New ultra-miniaturized microendoscope produces higher-quality images

Dec. 9, 2019

Johns Hopkins University engineers have created a new lens-free, ultra-miniaturized endoscope—the width of only a few human hairs—that is capable of producing high-quality images. Their findings were published today in Science Advances.

"Usually, you have to sacrifice either size or image quality. We've been able to achieve both with our microendoscope," says Mark Foster, an associate professor of electrical and computer engineering at Johns Hopkins University and the study's corresponding author.

Microendoscopes are designed to examine neurons as they fire in the brains of animal test subjects, and accordingly must be minuscule in scale yet powerful enough to produce a clear image. Most standard microendoscopes are about half a millimeter to a few millimeters in diameter and require larger, more invasive lenses to achieve high-quality imaging. While lensless microendoscopes exist, the optical fiber that scans an area of the brain pixel by pixel frequently bends and loses imaging ability when moved.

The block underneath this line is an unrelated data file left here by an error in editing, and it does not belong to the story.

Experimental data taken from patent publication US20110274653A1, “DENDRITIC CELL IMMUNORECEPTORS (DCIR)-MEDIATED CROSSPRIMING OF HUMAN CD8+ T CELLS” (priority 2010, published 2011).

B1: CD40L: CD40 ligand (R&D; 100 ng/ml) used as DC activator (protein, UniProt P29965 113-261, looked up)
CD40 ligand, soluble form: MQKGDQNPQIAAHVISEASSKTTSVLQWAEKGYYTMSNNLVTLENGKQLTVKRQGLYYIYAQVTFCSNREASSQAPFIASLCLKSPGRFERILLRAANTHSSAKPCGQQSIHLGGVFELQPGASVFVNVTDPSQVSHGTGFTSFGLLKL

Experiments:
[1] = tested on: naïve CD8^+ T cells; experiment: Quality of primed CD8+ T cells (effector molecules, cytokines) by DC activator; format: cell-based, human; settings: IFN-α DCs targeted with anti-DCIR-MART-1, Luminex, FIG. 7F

In their new study, Foster and colleagues created a lens-free, ultra-miniaturized microendoscope that, compared to a conventional lens-based microendoscope, increases the amount researchers can see and improves image quality. To test their device, they examined beads in different patterns on a slide.

Johns Hopkins University has the announcement.